He latched on to ‘Anthropocene’ as an album title some years back, before the word had become so prominent in the cultural and political zeitgeist. He says: “I’m using some artistic license with the word, as it’s not a ‘political’ album – not overtly or consciously. It’s more about the individual’s tussle with vast uncertainty. What can one do when the problems we face are so insurmountable, but turn inward?”

In the oceanic expanse of the opening song, as on several other tracks, Mills’ vocals bear out that introverted instinct, cradled low in the mix, their textural nuance and lyrical fervour somehow amplified when glimpsed through the chaos of noisy fuzz, juggernaut riffs and punchy drums. “It’s a song about the fall of an empire. I wrote it as a big, self-conscious, opening rock song”, says Mills, of “Mimosa”, which sees Smashing Pumpkins influences collide with the unconscious guitar ambience of My Bloody Valentine, the crowning solo carving a path with liquid intensity. “Lyrically, it takes on themes of isolation, but also risk – the idea that risk is the only cure for isolation and despair. I was inspired by reading Dr Faustus by Christopher Marlowe, and I learned about how one can hypnotise through consistency and repetition, and then all of a sudden break the “spell”.”

Spell broken, “Mirror Song” duly smashes it to smithereens with a propulsive, unhinged guitar riff and mechanistic drums, alongside a breezy vocal. Laying down yet more memorable hooks, the hyper-melodic yet fuzz-laden “Souvenirs” combines influences from Red House Painters and Kyuss; the catchy “If You Won’t” brings sequenced flutes and elastic guitar motifs, for a fuzzy-lullaby quality.

But this was never going to be a straight-up pop album, and the band set about chipping away at that happy-go-lucky feeling. “Anthropocene” – inspired by ‘The Sixth Extinction’, a book about climate change – brings an eerie, eve-of-the-apocalypse sensation. Led by a punishing riff, “Forever” takes lyrical themes from Christian mysticism before descending into white noise, from which the faded gleam of “Languor” emerges, its jarringly atonal chord structure shrouded in reverb like Jeff Buckley reflected in a haunted mirror.

The ghostly tone lingers in the lo-fi charm of “Elvis Monika”, which was written and recorded on the spot inspired by the album’s artwork – a painting by Sarah Shaw“Big Tinted” pulls the listener in close, ready for the candid vocal performance of “Fragments”, a transcendent song informed lyrically by a messy breakup, and stylistically by Concteau Twins and Mercury Rev. As the lull of “13 Moons” looks set to complete the album’s ascension to a meditative plain, the cosmic noise and buzz-saw guitar riffs return on “Her Vowel No”, melding influences including ‘90s shoegazers Swirlies and Trail Of Dead.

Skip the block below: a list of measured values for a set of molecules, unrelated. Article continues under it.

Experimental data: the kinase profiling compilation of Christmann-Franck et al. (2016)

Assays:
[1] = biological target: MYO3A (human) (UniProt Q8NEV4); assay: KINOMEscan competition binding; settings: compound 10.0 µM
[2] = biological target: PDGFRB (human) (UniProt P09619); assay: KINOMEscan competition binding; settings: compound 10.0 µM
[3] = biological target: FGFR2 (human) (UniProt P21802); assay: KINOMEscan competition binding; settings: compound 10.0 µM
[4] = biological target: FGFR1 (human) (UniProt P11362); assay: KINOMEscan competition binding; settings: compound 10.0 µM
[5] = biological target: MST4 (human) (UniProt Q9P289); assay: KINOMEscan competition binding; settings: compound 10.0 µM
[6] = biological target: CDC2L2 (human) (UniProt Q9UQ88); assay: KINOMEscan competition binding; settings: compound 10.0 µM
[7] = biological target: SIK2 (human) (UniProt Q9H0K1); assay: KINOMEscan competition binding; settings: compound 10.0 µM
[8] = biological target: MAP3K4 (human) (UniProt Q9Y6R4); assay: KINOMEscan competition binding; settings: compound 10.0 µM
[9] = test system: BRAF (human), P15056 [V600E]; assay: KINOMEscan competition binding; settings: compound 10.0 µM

Inspired by J.G Ballard and the revolutionary poetry of Diane Di Prima, “Robinson” is an 11-minute epic which evolved from an even more outlandish 30-minute piece; its evocative, nostalgia-laden outro of atmospheric NASA samples and feedback gives onto the album’s closing track, “Awning” – a reflection of the bombastic opening number.“The end is built into the beginning. I wanted to make a perfect, anthemic closer. Evoking Nietzsche’s eternal recurrence concept – we will relive, or at the very least reconstruct all these experiences again and again., says Mills. “Due to the album length, I often see it more as a film. So I always imagine rolling credits accompanying this song. The keychange at the end portrays the overcoming of a mountain. There is no further destination remaining; only home”.

On their upcoming live dates, Burning House are augmented on guitar and keys by Ruby Taylor, who is also an acclaimed musician under her Yumi And The Weatherguise a and co-founder of MIOHMI records.

Burning House – Her Vowel No

Burning House – Mimosa

Burning House – Mirror Song

Burning House – Peach

Burning House links:

Band location – Southampton/Brighton England